I’d never heard of Harvey Fuqua when I picked up that Moonglows 45 from the Goodwill store where I worked when I was in college. I’d never even heard of The Moonglows really, although, by then, they’d already been inducted into the Rock N Roll Hall of Fame. The reason I bought the single: the label, of course. It was on Chess Records. It looked like it was in good, playable shape, and even if it wasn’t, it was only going to cost me the price of a soda. If nothing else, with that elegant blue and silver label and its stately chess piece logo, it would look cool hanging on a wall, or from the ceiling of my dorm room. Of course, that 45 never had a chance to become such an ornament. I fell too hard in love with both sides of it. I didn’t know which was the “plug” side and which was the “b”. Frankly, I still don’t. They’re both just that great. On one side was “Over and Over Again”, an almost comical recounting of one man’s woeful inability to learn from his romantic miscalculations, delivered with full-throated devotion by Bobby Lester, Harvey’s singing partner since their high school days; on the other side was the quirky love-at-first-sight doo-wop testimonial “I Knew From the Start”.
“Over and Over Again”
“I Knew From the Start”
As it turns out, neither side was much of a hit, although they were both featured in a 1956 movie put together by a rising-star DJ named Alan Freed who had been the Moonglows’ manager and earliest champion, a movie called Rock, Rock, Rock, starring Tuesday Weld which also featured performances by The Flamingoes, Chuck Berry, and Frankie Lymon and the Teenagers. I’d never heard of it either. But when the soundtrack album was re-mastered and reissued on CD a couple of years ago in conjunction with the 50th Anniversary of rock ‘n’ roll’s ascendance, I was very quick to snatch up a copy. Of course, I didn’t wait that long to expand my Moonglows collection. Shortly after I picked up that 45, I was eager to hear more of the group, and special-ordered a 2-CD anthology of the group that had, at the time, just been released via MCA.
It was from that collection that I learned who Harvey Fuqua was, and learned not just the pivotal role the Moonglows played in bridging the gaps between rock ‘n’ roll, the dramatic vocal pop of their forebears the Ink Spots (Harvey’s Uncle Charlie was a member), and their contemporaries The Platters, and what would soon be called soul music (Marvin Gaye’s first recorded lead vocal was on a Moonglows single); but also the role Fuqua would play in the formative success of the Motown label as a songwriter, producer and A&R man working with the Spinners and Shorty Long (both of whom migrated with Fuqua to Motown after recording for Fuqua’s own Harvey and Tri-Phi labels), along with Marvin Gaye and Tami Terrell on songs like “Ain’t No Mountain High Enough”. (He also married Berry Gordy’s sister.) Even after leaving Motown in the early 70s, Fuqua went on to some of his greatest successes, producing one of the most iconic singles of the disco era in the form of Sylvester’s “(You Make Me Feel) Mighty Real”; and in 1982, closing a 25-year career circle by collaborating with Marvin Gaye on his final album Midnight Love. Few people know his name, but there’s no question that Harvey Fuqua had a direct hand in some of the most enduring music of the last 60 years. He was the last remaining Moonglow when he passed away on July 6, 2010, just a couple weeks shy of his 81st birthday.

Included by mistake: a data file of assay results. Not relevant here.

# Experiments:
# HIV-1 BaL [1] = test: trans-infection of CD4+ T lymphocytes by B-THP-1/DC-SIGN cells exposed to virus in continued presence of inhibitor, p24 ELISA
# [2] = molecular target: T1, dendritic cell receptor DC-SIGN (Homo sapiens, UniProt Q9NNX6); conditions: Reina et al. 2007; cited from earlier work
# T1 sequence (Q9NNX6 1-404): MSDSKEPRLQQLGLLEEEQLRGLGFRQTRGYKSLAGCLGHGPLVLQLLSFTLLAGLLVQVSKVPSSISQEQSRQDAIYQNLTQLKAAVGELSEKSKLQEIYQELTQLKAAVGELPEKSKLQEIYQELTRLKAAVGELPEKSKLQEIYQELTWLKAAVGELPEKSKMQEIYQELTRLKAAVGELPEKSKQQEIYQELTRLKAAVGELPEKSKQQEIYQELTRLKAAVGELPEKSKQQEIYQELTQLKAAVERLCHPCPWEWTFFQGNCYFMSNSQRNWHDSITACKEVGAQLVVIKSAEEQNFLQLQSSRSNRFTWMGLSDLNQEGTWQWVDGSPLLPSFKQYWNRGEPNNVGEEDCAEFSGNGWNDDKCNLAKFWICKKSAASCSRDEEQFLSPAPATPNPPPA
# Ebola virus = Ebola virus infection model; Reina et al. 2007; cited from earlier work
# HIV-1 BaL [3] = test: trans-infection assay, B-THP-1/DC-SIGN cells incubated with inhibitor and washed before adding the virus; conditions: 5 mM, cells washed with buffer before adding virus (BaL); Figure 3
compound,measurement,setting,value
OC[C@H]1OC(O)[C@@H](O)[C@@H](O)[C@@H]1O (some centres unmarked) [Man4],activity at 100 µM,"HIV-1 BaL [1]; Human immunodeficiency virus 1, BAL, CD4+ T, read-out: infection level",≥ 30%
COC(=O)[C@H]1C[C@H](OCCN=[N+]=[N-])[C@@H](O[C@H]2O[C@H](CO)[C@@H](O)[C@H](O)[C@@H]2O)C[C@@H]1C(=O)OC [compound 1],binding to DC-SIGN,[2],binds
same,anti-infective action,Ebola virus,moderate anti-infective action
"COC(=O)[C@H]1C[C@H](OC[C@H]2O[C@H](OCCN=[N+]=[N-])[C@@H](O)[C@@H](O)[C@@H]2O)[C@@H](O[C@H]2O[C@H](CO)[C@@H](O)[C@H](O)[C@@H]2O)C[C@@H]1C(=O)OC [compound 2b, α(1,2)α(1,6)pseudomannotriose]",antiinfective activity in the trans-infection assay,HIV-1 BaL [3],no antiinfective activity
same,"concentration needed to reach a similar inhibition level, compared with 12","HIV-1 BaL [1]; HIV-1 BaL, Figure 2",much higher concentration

Here’s the song that put The Moonglows on the map, the Fuqua-penned 1954 hit “Sincerely” (which, yes, appeared in Goodfellas – what an awesome soundtrack that is!).